“That’s really what any innovation team is trying to accomplish: something that’s new to the world, that doesn't yet exist, that is going to be better differentiated and competitive in the marketplace,” says Hartman.
Making ideas tangible is critical to the design thinking process, as are the iteration cycles needed for testing and refining those ideas. Design has a bias toward making things, and prototyping is where it all begins. To properly evaluate a design concept, we need to prototype it in the same environment and context in which it will eventually function.
Based on the best concepts from our ideation exercises, we’ll create prototypes for demonstrating and validating the basic designs. Prototypes can be low or high fidelity, be interactive or static, but regardless they should convey the basic experience flow. We cannot evaluate design ideas properly without a prototype that approximately conveys the function. For applications, this might mean creating with code to test and evaluate a working prototype. For services, this could mean creating scripted walkthroughs that approximate the human-to-human interactions. Through the process of prototyping, learning from testing usage in the real world by real people, and iterating based on that learning, we progress toward a solution.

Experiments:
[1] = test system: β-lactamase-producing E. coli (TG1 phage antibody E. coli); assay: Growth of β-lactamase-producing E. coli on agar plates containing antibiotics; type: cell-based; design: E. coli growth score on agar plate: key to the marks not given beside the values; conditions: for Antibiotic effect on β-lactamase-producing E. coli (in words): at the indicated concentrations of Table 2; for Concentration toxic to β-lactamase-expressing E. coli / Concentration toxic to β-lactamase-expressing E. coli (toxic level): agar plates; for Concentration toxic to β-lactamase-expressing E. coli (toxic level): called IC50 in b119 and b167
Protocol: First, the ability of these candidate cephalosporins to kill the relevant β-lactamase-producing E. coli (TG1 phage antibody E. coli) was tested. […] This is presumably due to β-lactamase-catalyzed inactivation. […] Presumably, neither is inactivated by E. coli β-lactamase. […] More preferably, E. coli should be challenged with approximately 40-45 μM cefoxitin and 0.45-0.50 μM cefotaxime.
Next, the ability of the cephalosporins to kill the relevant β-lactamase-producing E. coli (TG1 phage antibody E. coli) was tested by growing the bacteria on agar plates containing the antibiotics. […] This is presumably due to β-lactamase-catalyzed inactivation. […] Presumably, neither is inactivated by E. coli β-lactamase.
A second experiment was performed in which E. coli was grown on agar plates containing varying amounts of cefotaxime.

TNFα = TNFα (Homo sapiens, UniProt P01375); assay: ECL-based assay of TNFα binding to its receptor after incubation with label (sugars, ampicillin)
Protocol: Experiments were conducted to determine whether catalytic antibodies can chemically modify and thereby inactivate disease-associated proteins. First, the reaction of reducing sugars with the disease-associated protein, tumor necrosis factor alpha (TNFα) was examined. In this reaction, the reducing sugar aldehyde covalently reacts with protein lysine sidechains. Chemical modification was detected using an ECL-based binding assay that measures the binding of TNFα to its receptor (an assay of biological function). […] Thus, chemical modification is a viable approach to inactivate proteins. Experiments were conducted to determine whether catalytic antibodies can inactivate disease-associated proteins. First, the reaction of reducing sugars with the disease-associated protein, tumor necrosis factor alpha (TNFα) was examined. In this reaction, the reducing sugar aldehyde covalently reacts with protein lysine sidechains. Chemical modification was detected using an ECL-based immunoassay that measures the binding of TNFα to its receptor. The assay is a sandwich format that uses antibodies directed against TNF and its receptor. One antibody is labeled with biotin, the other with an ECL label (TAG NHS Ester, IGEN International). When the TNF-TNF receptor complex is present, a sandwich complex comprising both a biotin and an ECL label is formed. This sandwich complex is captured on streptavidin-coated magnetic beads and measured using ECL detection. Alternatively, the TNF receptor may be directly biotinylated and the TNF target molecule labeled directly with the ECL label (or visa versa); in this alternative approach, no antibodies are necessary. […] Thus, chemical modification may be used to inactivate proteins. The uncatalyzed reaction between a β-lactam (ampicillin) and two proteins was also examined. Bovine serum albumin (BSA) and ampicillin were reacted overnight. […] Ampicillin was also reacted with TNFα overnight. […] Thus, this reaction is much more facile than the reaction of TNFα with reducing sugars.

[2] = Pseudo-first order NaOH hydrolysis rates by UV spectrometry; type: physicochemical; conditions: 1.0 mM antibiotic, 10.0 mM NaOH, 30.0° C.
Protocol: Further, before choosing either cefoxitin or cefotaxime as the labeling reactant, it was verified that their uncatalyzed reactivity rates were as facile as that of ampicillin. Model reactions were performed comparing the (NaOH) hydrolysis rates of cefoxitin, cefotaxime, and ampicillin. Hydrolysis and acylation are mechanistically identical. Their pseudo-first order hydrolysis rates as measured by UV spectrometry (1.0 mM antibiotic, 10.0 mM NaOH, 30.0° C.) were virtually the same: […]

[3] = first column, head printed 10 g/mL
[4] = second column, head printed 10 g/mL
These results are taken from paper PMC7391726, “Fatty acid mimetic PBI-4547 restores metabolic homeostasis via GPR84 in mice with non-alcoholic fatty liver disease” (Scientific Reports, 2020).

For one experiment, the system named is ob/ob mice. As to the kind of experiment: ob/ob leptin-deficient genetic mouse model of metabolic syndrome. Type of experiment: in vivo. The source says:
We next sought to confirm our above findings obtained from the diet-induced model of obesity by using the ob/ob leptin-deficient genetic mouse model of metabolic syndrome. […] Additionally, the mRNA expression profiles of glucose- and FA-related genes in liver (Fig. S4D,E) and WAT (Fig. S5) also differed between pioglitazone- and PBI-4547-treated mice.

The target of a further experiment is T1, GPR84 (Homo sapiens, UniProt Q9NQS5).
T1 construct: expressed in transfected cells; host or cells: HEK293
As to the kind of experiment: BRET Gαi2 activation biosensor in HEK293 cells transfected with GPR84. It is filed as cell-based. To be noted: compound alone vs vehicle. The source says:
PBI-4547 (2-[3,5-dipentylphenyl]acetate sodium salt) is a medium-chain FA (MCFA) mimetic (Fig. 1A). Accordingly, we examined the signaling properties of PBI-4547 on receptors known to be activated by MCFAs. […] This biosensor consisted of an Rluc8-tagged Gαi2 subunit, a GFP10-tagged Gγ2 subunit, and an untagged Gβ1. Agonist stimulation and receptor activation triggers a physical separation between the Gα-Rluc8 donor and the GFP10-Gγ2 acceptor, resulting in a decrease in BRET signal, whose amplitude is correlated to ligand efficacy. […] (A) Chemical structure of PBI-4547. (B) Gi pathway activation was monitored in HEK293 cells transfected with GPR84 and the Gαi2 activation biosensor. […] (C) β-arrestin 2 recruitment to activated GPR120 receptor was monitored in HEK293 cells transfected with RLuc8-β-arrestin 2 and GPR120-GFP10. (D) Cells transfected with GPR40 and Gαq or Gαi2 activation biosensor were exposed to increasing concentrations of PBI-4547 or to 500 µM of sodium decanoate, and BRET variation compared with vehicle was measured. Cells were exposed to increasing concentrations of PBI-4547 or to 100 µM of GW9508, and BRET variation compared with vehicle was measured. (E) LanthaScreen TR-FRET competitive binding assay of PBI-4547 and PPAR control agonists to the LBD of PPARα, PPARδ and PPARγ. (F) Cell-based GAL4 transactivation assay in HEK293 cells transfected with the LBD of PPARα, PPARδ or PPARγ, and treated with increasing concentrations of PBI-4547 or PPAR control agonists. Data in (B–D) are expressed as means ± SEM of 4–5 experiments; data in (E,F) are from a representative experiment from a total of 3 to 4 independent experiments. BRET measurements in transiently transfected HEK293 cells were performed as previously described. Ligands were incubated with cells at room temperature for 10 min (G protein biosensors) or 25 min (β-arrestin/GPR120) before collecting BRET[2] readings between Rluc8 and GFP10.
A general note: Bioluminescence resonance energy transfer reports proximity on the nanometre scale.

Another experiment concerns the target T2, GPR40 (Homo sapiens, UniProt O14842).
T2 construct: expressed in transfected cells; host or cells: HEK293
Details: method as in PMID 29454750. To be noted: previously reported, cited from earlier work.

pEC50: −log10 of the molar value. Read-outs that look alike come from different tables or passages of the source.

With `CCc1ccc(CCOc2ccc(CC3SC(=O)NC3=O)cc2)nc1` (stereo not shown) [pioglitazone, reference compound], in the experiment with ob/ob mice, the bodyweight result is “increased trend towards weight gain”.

“A prototype doesn't need to be a working prototype at all,” says Hartman. “It can simply prototype the experience of using this product or system in a way that helps people understand what this use case could be like. Does it seem believable? Is it appealing? What would I change about it ideally before the investment is made in creating any working prototype? I always call it ‘prototyping experience before prototyping the prototype’. That [technique] has given us very good guidance in a relatively quick time frame and at a fairly small development cost.”
While design thinking models don’t necessarily include an implementation phase, it’s always worthy of consideration. Once we evaluate our prototypes and choose a direction, we should also identify how to bring our new solution to life. We’ll need to prioritize, making the hard choices regarding potential trade-offs.
Measuring return on investment
There are a variety of potential measures for calculating the return on investment (ROI) for design thinking. While every company and product is different, useful metrics include cultural measures, such as employee satisfaction, internal engagement, and efficiency; financial measures, like sales and productivity; and product quality measures, such as customer satisfaction.